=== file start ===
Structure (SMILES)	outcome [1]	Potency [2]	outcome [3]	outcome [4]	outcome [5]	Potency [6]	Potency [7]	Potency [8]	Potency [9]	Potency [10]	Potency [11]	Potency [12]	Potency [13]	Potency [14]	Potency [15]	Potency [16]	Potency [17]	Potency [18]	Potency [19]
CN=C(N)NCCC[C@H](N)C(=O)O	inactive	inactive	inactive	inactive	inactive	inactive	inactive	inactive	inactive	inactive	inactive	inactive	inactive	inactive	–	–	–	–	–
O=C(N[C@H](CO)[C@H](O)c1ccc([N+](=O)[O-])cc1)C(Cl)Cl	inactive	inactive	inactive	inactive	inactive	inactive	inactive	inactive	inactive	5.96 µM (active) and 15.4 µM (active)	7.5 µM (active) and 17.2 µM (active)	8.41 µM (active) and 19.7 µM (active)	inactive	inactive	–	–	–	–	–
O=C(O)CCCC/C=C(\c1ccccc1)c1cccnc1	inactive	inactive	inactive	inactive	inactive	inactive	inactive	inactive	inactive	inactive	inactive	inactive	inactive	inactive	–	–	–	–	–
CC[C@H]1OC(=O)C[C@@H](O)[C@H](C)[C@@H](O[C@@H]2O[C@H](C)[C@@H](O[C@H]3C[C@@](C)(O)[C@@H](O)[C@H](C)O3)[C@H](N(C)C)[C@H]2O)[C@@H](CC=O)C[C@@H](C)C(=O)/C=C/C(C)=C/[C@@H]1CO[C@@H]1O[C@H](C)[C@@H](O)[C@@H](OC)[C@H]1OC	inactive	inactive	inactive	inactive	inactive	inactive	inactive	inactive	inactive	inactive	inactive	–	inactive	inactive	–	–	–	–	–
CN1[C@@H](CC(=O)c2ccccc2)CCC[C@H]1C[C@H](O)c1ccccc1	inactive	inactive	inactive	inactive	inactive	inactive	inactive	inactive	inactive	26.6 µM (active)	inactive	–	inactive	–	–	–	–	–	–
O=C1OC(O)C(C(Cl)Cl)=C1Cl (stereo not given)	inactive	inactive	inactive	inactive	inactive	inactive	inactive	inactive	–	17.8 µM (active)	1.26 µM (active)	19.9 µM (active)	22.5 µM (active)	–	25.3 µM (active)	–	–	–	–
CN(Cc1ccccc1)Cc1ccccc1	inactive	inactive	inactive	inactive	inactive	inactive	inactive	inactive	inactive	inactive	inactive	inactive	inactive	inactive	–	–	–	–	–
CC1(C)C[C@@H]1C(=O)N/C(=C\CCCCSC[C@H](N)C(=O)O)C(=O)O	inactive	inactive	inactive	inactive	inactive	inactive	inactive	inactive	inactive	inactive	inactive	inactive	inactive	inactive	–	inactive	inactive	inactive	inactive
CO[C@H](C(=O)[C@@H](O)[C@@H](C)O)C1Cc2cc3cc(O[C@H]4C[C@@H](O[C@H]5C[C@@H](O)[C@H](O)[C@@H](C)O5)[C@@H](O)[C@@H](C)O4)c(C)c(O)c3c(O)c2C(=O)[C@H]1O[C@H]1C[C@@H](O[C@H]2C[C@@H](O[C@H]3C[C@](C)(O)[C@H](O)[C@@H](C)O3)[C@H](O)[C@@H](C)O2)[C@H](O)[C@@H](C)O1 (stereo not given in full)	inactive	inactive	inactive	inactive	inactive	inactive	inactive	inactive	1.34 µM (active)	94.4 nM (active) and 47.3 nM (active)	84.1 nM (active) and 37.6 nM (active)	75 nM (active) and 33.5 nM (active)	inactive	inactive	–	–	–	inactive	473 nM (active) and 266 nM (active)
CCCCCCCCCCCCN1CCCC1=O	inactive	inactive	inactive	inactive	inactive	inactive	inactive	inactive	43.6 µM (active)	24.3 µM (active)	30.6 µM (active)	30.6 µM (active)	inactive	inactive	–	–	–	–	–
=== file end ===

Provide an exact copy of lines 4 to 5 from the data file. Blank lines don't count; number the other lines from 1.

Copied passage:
O=C(O)CCCC/C=C(\c1ccccc1)c1cccnc1	inactive	inactive	inactive	inactive	inactive	inactive	inactive	inactive	inactive	inactive	inactive	inactive	inactive	inactive	–	–	–	–	–
CC[C@H]1OC(=O)C[C@@H](O)[C@H](C)[C@@H](O[C@@H]2O[C@H](C)[C@@H](O[C@H]3C[C@@](C)(O)[C@@H](O)[C@H](C)O3)[C@H](N(C)C)[C@H]2O)[C@@H](CC=O)C[C@@H](C)C(=O)/C=C/C(C)=C/[C@@H]1CO[C@@H]1O[C@H](C)[C@@H](O)[C@@H](OC)[C@H]1OC	inactive	inactive	inactive	inactive	inactive	inactive	inactive	inactive	inactive	inactive	inactive	–	inactive	inactive	–	–	–	–	–